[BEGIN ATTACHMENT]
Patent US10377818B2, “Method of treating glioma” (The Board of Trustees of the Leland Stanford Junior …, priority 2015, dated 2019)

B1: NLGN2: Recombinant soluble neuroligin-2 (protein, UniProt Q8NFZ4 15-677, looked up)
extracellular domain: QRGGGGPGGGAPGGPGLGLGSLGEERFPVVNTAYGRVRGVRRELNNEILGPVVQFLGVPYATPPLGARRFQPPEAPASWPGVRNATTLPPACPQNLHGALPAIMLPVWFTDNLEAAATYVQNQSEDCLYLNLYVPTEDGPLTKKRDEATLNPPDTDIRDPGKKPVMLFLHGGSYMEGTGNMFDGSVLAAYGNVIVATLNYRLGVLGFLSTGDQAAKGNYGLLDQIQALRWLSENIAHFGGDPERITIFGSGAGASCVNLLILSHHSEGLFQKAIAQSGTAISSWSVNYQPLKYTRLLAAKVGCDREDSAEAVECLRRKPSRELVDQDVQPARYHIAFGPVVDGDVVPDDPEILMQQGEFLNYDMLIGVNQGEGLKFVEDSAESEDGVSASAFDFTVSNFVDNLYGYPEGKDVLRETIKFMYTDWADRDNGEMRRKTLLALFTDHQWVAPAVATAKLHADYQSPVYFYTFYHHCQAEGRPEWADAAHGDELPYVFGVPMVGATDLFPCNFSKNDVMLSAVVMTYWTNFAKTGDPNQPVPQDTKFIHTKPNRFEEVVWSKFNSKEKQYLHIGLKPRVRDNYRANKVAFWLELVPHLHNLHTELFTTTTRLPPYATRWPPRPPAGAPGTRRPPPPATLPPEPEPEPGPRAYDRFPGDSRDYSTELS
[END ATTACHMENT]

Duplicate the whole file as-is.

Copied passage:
Patent US10377818B2, “Method of treating glioma” (The Board of Trustees of the Leland Stanford Junior …, priority 2015, dated 2019)

B1: NLGN2: Recombinant soluble neuroligin-2 (protein, UniProt Q8NFZ4 15-677, looked up)
extracellular domain: QRGGGGPGGGAPGGPGLGLGSLGEERFPVVNTAYGRVRGVRRELNNEILGPVVQFLGVPYATPPLGARRFQPPEAPASWPGVRNATTLPPACPQNLHGALPAIMLPVWFTDNLEAAATYVQNQSEDCLYLNLYVPTEDGPLTKKRDEATLNPPDTDIRDPGKKPVMLFLHGGSYMEGTGNMFDGSVLAAYGNVIVATLNYRLGVLGFLSTGDQAAKGNYGLLDQIQALRWLSENIAHFGGDPERITIFGSGAGASCVNLLILSHHSEGLFQKAIAQSGTAISSWSVNYQPLKYTRLLAAKVGCDREDSAEAVECLRRKPSRELVDQDVQPARYHIAFGPVVDGDVVPDDPEILMQQGEFLNYDMLIGVNQGEGLKFVEDSAESEDGVSASAFDFTVSNFVDNLYGYPEGKDVLRETIKFMYTDWADRDNGEMRRKTLLALFTDHQWVAPAVATAKLHADYQSPVYFYTFYHHCQAEGRPEWADAAHGDELPYVFGVPMVGATDLFPCNFSKNDVMLSAVVMTYWTNFAKTGDPNQPVPQDTKFIHTKPNRFEEVVWSKFNSKEKQYLHIGLKPRVRDNYRANKVAFWLELVPHLHNLHTELFTTTTRLPPYATRWPPRPPAGAPGTRRPPPPATLPPEPEPEPGPRAYDRFPGDSRDYSTELS